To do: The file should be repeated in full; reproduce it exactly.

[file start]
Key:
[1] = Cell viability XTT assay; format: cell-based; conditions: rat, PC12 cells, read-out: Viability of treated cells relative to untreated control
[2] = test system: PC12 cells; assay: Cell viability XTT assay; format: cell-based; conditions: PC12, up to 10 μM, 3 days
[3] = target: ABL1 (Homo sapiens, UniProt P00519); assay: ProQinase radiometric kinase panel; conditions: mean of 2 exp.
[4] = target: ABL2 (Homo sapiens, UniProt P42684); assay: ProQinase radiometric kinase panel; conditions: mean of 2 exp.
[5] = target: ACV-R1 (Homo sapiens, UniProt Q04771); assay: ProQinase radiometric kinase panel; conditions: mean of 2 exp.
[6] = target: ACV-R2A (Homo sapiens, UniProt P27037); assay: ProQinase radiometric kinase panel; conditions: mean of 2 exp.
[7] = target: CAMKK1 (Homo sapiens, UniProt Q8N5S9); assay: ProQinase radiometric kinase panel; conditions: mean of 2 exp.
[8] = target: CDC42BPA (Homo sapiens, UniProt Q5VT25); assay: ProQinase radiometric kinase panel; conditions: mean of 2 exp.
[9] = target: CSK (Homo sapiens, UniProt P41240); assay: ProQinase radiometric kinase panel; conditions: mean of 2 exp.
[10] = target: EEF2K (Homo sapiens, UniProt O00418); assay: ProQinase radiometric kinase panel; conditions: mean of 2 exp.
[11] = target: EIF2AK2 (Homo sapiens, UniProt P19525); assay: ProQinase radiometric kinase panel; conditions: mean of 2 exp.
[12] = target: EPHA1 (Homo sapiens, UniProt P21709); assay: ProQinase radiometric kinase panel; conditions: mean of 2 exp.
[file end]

Key:
[1] = Cell viability XTT assay; format: cell-based; conditions: rat, PC12 cells, read-out: Viability of treated cells relative to untreated control
[2] = test system: PC12 cells; assay: Cell viability XTT assay; format: cell-based; conditions: PC12, up to 10 μM, 3 days
[3] = target: ABL1 (Homo sapiens, UniProt P00519); assay: ProQinase radiometric kinase panel; conditions: mean of 2 exp.
[4] = target: ABL2 (Homo sapiens, UniProt P42684); assay: ProQinase radiometric kinase panel; conditions: mean of 2 exp.
[5] = target: ACV-R1 (Homo sapiens, UniProt Q04771); assay: ProQinase radiometric kinase panel; conditions: mean of 2 exp.
[6] = target: ACV-R2A (Homo sapiens, UniProt P27037); assay: ProQinase radiometric kinase panel; conditions: mean of 2 exp.
[7] = target: CAMKK1 (Homo sapiens, UniProt Q8N5S9); assay: ProQinase radiometric kinase panel; conditions: mean of 2 exp.
[8] = target: CDC42BPA (Homo sapiens, UniProt Q5VT25); assay: ProQinase radiometric kinase panel; conditions: mean of 2 exp.
[9] = target: CSK (Homo sapiens, UniProt P41240); assay: ProQinase radiometric kinase panel; conditions: mean of 2 exp.
[10] = target: EEF2K (Homo sapiens, UniProt O00418); assay: ProQinase radiometric kinase panel; conditions: mean of 2 exp.
[11] = target: EIF2AK2 (Homo sapiens, UniProt P19525); assay: ProQinase radiometric kinase panel; conditions: mean of 2 exp.
[12] = target: EPHA1 (Homo sapiens, UniProt P21709); assay: ProQinase radiometric kinase panel; conditions: mean of 2 exp.